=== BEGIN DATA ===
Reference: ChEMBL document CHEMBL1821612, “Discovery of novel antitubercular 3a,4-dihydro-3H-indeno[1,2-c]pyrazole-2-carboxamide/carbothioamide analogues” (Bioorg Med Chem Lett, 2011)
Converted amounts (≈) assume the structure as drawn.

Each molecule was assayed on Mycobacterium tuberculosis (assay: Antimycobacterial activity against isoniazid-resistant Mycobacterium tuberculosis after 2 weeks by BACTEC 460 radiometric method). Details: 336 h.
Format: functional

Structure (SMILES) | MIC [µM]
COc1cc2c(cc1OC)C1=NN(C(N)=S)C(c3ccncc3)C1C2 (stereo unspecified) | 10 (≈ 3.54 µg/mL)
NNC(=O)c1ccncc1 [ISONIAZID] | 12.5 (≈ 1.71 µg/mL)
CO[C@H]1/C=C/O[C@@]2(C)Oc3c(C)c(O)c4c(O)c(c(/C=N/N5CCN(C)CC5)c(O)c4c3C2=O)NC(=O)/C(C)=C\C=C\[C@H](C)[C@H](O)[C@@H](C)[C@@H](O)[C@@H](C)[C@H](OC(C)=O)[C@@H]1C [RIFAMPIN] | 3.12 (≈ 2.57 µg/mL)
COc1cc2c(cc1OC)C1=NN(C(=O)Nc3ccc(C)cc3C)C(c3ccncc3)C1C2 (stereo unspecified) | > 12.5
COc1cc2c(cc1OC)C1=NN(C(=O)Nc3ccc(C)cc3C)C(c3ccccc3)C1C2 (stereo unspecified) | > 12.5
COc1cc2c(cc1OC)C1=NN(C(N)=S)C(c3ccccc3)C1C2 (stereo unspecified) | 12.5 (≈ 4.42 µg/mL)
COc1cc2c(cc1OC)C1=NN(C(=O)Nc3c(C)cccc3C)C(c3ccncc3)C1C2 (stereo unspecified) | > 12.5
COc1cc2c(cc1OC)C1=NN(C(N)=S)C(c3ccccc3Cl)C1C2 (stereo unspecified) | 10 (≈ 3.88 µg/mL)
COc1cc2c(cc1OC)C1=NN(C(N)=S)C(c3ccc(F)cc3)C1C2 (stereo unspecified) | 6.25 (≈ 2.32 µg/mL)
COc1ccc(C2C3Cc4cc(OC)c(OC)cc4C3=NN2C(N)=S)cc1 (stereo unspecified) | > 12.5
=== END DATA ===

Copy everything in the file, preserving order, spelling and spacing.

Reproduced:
Reference: ChEMBL document CHEMBL1821612, “Discovery of novel antitubercular 3a,4-dihydro-3H-indeno[1,2-c]pyrazole-2-carboxamide/carbothioamide analogues” (Bioorg Med Chem Lett, 2011)
Converted amounts (≈) assume the structure as drawn.

Each molecule was assayed on Mycobacterium tuberculosis (assay: Antimycobacterial activity against isoniazid-resistant Mycobacterium tuberculosis after 2 weeks by BACTEC 460 radiometric method). Details: 336 h.
Format: functional

Structure (SMILES) | MIC [µM]
COc1cc2c(cc1OC)C1=NN(C(N)=S)C(c3ccncc3)C1C2 (stereo unspecified) | 10 (≈ 3.54 µg/mL)
NNC(=O)c1ccncc1 [ISONIAZID] | 12.5 (≈ 1.71 µg/mL)
CO[C@H]1/C=C/O[C@@]2(C)Oc3c(C)c(O)c4c(O)c(c(/C=N/N5CCN(C)CC5)c(O)c4c3C2=O)NC(=O)/C(C)=C\C=C\[C@H](C)[C@H](O)[C@@H](C)[C@@H](O)[C@@H](C)[C@H](OC(C)=O)[C@@H]1C [RIFAMPIN] | 3.12 (≈ 2.57 µg/mL)
COc1cc2c(cc1OC)C1=NN(C(=O)Nc3ccc(C)cc3C)C(c3ccncc3)C1C2 (stereo unspecified) | > 12.5
COc1cc2c(cc1OC)C1=NN(C(=O)Nc3ccc(C)cc3C)C(c3ccccc3)C1C2 (stereo unspecified) | > 12.5
COc1cc2c(cc1OC)C1=NN(C(N)=S)C(c3ccccc3)C1C2 (stereo unspecified) | 12.5 (≈ 4.42 µg/mL)
COc1cc2c(cc1OC)C1=NN(C(=O)Nc3c(C)cccc3C)C(c3ccncc3)C1C2 (stereo unspecified) | > 12.5
COc1cc2c(cc1OC)C1=NN(C(N)=S)C(c3ccccc3Cl)C1C2 (stereo unspecified) | 10 (≈ 3.88 µg/mL)
COc1cc2c(cc1OC)C1=NN(C(N)=S)C(c3ccc(F)cc3)C1C2 (stereo unspecified) | 6.25 (≈ 2.32 µg/mL)
COc1ccc(C2C3Cc4cc(OC)c(OC)cc4C3=NN2C(N)=S)cc1 (stereo unspecified) | > 12.5